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Metropolitan Council Chair Charles Zelle last week announced the board this year will again focus on and propose state legislation that would allow for the creation of an alternative enforcement process for fare evasion on Metro Transit trains and buses in Minneapolis and Saint Paul, Minnesota.
Last year, the board launched a transit safety initiative that focused on freeing up Metro Transit’s police to address more serious safety issues on the light-rail and bus system rather than focusing on fare enforcement. Once again, the board has committed to this proposal.
Currently, fare evasion is classified as a gross misdemeanor, which carries a $180 fine. Citations must be issued by a sworn law enforcement officer and handled by the courts, according to Zelle's statement.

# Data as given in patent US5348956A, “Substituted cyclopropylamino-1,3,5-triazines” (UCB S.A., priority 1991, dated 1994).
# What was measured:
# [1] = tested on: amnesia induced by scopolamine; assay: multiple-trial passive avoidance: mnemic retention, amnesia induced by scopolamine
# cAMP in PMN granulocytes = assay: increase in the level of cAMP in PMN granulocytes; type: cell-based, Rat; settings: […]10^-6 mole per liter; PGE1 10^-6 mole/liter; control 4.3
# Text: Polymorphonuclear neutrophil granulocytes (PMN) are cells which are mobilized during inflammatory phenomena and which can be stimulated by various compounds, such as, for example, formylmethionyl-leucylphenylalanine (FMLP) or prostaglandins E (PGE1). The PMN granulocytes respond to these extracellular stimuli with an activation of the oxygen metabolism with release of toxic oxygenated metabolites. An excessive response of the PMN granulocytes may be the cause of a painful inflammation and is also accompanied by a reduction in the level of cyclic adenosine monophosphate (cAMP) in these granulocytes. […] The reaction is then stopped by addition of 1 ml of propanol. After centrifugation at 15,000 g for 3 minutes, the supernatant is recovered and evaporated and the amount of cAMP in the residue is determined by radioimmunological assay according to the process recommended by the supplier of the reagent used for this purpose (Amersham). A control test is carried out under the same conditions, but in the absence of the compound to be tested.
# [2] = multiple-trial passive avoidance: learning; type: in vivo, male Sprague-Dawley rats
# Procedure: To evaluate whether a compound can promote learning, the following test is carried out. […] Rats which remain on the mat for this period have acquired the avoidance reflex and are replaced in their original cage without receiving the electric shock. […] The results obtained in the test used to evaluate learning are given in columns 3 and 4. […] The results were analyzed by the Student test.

“With authorization from the [Minnesota] Legislature, we would have the ability to create a fare enforcement program using staff who are not police officers to inspect fares and process citations internally,” Zelle wrote. “We’re hopeful the Legislature will agree this is an important way to make the penalties fairer and support broader safety and customer service on our system.”
Last year, the council also partnered with the Citizens League to learn from Metro Transit riders, light-rail operators and other employees and communities about their experiences with the Metro Transit Police Department.
This work serves as a review of the police department's policies, procedures and relationships with other agencies. The information gathered will help guide next steps for a review, including recommendations to change policies or practices.
The board expects a final report of those findings in the next six months.